Elements Behavioral Health Hotline. Call Now! 800-944-9108
0

Although depression affects both men and women, women are more than twice as likely to have depression – at least that’s what statistics show. However, part of the reason for this discrepancy may be due to cultural issues that often keep men from realizing they are depressed, and less likely to seek treatment even when they suspect or know that they are.

It’s far more socially acceptable for women, particularly in Western societies, to show their emotions and seek help than it is for men. In fact, being emotional is typically regarded as a feminine characteristic.

In most cultures, however, men are raised to be strong and in control of their emotions. At an early age the message is ingrained that “big boys don’t cry”. If they show their feelings – especially sadness or tears – they risk being labeled as weak. As a result, many men deny or hide their feelings – particularly those associated with depression or anxiety – and put on a stoic façade to maintain their dignity.

Symptoms of Depression in Men

Both men and women experience similar depressive symptoms – depressed mood, loss of interest in activities they once enjoyed, decreased energy, appetite changes, problems with sleep – particularly insomnia, hypersomnia, and early morning wakening, and difficulties concentrating. The impact of depression is also similar with both genders. It interferes with their work performance, their social life and close personal relationships, and their daily routine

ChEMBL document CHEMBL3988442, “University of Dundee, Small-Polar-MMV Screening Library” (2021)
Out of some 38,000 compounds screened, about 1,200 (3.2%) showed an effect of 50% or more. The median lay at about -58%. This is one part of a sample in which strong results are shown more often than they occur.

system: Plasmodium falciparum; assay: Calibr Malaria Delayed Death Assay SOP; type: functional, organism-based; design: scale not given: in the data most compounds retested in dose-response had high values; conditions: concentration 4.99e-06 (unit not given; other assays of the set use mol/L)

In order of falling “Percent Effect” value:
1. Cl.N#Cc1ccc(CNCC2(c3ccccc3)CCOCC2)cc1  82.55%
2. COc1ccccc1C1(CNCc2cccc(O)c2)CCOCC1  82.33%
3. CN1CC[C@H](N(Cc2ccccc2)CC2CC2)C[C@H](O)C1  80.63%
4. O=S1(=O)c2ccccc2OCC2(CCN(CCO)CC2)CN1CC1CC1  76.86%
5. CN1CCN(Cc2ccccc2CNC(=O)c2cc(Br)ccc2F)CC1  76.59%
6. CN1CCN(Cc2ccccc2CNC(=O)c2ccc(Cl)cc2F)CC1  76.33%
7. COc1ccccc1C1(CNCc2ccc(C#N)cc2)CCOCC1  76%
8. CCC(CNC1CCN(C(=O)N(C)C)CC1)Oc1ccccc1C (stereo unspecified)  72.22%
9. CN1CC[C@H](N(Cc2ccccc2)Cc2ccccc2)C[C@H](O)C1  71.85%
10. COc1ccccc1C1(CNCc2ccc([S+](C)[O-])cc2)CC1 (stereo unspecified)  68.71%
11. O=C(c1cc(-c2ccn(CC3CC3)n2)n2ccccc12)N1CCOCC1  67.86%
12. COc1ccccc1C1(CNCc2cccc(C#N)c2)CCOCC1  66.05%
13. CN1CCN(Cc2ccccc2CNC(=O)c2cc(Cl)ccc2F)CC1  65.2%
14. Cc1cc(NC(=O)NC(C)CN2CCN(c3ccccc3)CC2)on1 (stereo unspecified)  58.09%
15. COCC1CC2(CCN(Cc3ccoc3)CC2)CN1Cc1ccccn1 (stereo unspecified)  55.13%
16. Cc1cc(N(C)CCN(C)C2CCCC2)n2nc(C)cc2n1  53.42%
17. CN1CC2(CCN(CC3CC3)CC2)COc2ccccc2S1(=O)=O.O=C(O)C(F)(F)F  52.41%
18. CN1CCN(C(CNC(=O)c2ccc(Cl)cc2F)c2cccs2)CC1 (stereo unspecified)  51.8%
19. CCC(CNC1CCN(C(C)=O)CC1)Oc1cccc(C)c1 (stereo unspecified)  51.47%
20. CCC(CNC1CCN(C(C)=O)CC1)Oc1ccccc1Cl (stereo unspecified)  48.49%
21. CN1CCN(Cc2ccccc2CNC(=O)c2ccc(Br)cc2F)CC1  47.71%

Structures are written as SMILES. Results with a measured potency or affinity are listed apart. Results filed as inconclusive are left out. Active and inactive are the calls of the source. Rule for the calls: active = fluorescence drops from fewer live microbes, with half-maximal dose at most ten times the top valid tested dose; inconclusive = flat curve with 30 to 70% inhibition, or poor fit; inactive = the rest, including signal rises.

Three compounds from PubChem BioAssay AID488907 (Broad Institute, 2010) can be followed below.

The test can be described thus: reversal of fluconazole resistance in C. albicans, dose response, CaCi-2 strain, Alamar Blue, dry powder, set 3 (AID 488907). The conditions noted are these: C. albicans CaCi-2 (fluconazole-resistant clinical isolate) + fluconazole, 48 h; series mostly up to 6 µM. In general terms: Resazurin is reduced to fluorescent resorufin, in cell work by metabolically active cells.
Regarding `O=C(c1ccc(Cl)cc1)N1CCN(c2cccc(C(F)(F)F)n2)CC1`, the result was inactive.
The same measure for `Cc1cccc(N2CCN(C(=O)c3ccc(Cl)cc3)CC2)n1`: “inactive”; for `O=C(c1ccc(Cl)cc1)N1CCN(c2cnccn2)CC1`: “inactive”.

However, the primary differences lie in how these symptoms manifest outwardly. Whereas women are more likely to feel worthless, hopeless, sad and tearful, men are more likely to be angry, irritable, or show an increase in aggressive behavior. Men are also more likely to complain about the physical aspects of depression, such as fatigue or problems sleeping, rather than admitting to or even recognizing the emotional difficulties associated with the disorder. Men are also more likely to use alcohol or drugs to self-medicate their symptoms.

This tendency for men to refer only to the physical aspects is one of the reasons why depression is not as readily diagnosed as it is in women. It also explains why many men themselves never even consider depression as an explanation for their symptoms. Instead, they tend to keep these socially unacceptable feelings suppressed.

Suicide

Another notable difference between women and men when it comes to depression is suicidal behavior. Women are far more likely to make suicide attempts. Men, however, are far more likely to succeed at killing themselves. One of the main reasons for this is the fact that men typically choose highly lethal methods, such as shooting themselves with a gun or jumping off a building. Women tend to choose much less reliable means such as overdosing on medication or cutting their wrists.

Seeking Help

It is typically much more difficult for a man to seek treatment for depression than a woman. Just acknowledging the disorder can be a devastating blow to a male ego. Since women are more relational by nature, it is easier for them to go a therapist and open up about their feelings – after all, they’ve been talking about their feelings to their girlfriends since childhood. Additionally, there is far less stigma attached to women in therapy than to men.

Hopefully this stigma will continue to subside as more and more people recognize and accept that depression is a medical disorder, and not a sign of weakness.

 

Comments are closed.